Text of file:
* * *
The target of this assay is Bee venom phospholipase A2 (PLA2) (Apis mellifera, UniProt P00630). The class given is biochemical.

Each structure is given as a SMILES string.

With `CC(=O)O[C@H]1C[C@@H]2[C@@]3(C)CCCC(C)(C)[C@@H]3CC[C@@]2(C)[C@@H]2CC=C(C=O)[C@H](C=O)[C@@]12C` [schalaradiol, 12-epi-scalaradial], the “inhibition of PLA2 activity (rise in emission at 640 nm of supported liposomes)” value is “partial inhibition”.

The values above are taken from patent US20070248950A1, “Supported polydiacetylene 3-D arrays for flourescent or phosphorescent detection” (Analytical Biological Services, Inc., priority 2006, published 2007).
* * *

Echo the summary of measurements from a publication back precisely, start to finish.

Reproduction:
The target of this assay is Bee venom phospholipase A2 (PLA2) (Apis mellifera, UniProt P00630). The class given is biochemical.

Each structure is given as a SMILES string.

With `CC(=O)O[C@H]1C[C@@H]2[C@@]3(C)CCCC(C)(C)[C@@H]3CC[C@@]2(C)[C@@H]2CC=C(C=O)[C@H](C=O)[C@@]12C` [schalaradiol, 12-epi-scalaradial], the “inhibition of PLA2 activity (rise in emission at 640 nm of supported liposomes)” value is “partial inhibition”.

The values above are taken from patent US20070248950A1, “Supported polydiacetylene 3-D arrays for flourescent or phosphorescent detection” (Analytical Biological Services, Inc., priority 2006, published 2007).